In my opinion, this approach places too much emphasis on the binging portion of your problem. Your plan is to not binge during the weekend so that you won’t also *have* to restrict during the week. But you don’t *have* to restrict just because you binged. It would be just as powerful and important to your recovery if you chose not to restrict during weekdays regardless of how much you ate during the weekend. You could choose to forgive yourself for your eating “transgressions” rather than, as you so aptly put it, spend your weekdays as “penance for the weekend.” Remember, you restrict because you binge, but you also binge because you restrict. After a week of restriction, it might feel as though something just randomly “clicks” and you go off the rails on Friday night, but really it’s not that unexpected if you think about it. And it most certainly does not mean that you are a failure or are weak.
I understand that you are just trying to make the weekdays easier by focusing on fixing your weekends first, but remember that every single meal that you choose to nourish your body with an appropriate amount of food is a success and is propelling you further down the road to recovery. You don’t have to wait for the weekends to see how successful you will be, just as you don’t have to wait until tomorrow to start treating yourself right after even the worst session of binging/restricting/purging.
I know how much it must hurt to think that just six short months ago you seemingly had everything together, and now everything has just been spiraling out of control. It is almost more painful to have done so well and then “failed” than to not have done well at all. But the reality is that you don’t want to go back to six months ago. What you really want is to move forward and become even stronger, more resilient, and more at peace than you were back then. The success you had was an important part of your recovery, but so too are the struggles you face now. It’s a shitty, frustrating, painful, confusing, and wonderful process to learn from every meal, “good” or “bad,” and every experience during this time. You are doing so many things right! (Paleo is a great place to start, and you’re going in for therapy and medication and focusing on health and happiness) Never be ashamed of where you are or where you’ve been. You will come out of this tumultuous time more recovered than you were before, and if you start to slide again, you will be better prepared to pick yourself up again.
Perhaps it would help if you shared some more details about your story (only if you’re comfortable, of course). For instance, how and when did this all start, and what did you do to get yourself on track six months ago? How long did that last? Did you have any previous successes or breakthroughs? What changed that led you to where you are now? Also, in your example of the breakfast pear sparking some out of control thoughts and behaviors, what is it exactly about the pear that would trigger that? The sweetness? The fact that it’s off-plan?
11am- 2 hard boiled eggs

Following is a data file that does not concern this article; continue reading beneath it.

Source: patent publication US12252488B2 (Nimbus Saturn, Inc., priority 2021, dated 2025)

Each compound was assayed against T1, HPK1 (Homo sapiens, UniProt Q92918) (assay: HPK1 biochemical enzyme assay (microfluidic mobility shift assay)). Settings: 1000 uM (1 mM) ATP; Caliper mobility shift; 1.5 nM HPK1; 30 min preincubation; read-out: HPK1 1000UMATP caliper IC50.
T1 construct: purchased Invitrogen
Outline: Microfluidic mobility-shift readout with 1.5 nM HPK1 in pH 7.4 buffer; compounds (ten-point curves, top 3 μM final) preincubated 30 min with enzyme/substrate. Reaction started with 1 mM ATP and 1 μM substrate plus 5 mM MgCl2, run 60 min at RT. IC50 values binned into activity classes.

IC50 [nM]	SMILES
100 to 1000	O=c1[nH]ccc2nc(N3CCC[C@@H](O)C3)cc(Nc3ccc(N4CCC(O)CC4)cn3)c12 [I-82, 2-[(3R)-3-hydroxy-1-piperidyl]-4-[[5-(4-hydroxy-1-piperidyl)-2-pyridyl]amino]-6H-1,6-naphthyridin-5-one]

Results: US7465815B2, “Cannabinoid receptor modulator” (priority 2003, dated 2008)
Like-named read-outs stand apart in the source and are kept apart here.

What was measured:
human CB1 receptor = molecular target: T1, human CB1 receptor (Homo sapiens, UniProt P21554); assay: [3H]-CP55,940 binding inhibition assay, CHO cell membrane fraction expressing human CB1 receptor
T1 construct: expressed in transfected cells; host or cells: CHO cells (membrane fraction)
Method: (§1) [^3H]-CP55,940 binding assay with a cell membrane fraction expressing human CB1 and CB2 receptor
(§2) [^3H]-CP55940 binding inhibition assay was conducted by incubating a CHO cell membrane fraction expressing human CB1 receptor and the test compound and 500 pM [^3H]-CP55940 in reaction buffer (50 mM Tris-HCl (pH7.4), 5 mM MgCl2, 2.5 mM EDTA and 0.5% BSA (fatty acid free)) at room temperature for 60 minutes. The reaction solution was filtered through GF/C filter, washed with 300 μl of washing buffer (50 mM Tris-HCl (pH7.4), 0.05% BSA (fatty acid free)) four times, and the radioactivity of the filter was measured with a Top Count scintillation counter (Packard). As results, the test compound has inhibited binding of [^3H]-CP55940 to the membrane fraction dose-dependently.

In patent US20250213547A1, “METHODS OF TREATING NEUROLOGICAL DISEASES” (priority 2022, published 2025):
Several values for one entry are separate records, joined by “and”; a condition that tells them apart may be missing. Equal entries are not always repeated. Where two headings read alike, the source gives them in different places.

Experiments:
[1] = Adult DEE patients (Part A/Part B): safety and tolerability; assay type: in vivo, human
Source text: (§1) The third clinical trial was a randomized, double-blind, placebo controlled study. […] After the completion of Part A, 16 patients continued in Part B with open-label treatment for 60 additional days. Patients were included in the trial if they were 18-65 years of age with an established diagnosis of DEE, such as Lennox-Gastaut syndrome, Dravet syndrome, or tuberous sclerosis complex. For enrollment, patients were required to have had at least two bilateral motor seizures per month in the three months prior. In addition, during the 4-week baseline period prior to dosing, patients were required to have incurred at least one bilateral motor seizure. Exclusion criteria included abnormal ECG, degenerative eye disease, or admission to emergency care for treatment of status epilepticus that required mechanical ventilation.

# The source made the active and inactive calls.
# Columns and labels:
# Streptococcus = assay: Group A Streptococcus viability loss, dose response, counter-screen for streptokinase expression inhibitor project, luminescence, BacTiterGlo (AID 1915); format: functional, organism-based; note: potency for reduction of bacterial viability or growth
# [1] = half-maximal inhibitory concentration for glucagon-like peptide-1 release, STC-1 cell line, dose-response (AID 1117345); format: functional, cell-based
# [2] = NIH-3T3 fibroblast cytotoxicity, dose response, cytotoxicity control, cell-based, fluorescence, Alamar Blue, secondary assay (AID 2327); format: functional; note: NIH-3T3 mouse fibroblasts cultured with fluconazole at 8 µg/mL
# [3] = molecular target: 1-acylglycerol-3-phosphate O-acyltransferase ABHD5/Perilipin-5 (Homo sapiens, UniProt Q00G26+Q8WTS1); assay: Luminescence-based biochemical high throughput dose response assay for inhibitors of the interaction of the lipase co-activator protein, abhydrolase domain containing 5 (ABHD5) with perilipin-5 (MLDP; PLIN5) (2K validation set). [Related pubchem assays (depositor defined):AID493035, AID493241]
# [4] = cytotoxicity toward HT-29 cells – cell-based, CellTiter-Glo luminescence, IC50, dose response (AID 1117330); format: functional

12:50- large romaine and mixed green salad with grilled chicken, banana peppers, green pepper, some broccoli salad
6:30pm- large mixed green salad with a pack of tuna
while cooking/packing lunches- 1 beef rib, skin/pickings from 3 roast chicken breasts, some roasted asparagus
coffee, seltzer, tea
7am- 1 hard boiled eggs
12:50pm- roasted chicken breast, roasted asparagus
7:30pm- 6 oz beef ribs, plate of roasted broccoli, giant mixed green salad
Water, tea, coffee seltzer.
I went to the gym tonight and was struck by the realization that this is the first Tuesday in a long time that I wasn't trying to cope with or erase the effects of a binge. It felt really good. Even though I ate in a careless manner on Sunday night, I still kept the weekend relatively under control, and I went into the week feeling good.
Crush, I'll add more info when time allows. Thanks again for the thoughtful questions.
6:30am- 1 hard boiled egg
12:45pm- roast chicken breast, roast asparagus
6:30pm- 6.5 oz beef ribs, giant mixed green salad
10pm- 6 oz pork ribs, roast broccoli, 4 oz chicken
(I came home from the gym, not tired, and needed a snack!)
seltzer, tea, coffee
And a million pieces of gum. I have to kick that habit. I'm planning to go to a concert tomorrow night. It will be the first social outing in a really long time. I've reaaaalllyyy isolated myself, and the concert is something I want to do, I invited a friend, and I made the plan. It doesn't sound like, much, but it's a big deal to me!
I'm nervous that drinking will send me over the edge. I've planned my meals for the weekend, and 2 bourbons tomorrow night won't set me off.
Last edited by TinaJefferson; 04-24-2013 at 07:40 PM.
11:30am-1 hard boiled egg, about 1 oz grilled chicken
12:45pm- 6oz pork ribs, roasted broccoli
5:55pm- small mixed green salad, 1 pack tuna
6:45pm- 2 packs sugar-free jello cubes
I'm going out to dinner tonight. I'll get an order of chicken wings (hot sauce, no bleu cheese). I will drink alcohol, whiskey with soda water. I have a kombucha on hand for when I get home, and will eat a bag of green beans if I come home with the munchies.
One night of 'normal' socializing WILL NOT derail me! I will act with my future self in mind!
Last edited by TinaJefferson; 04-25-2013 at 04:26 PM.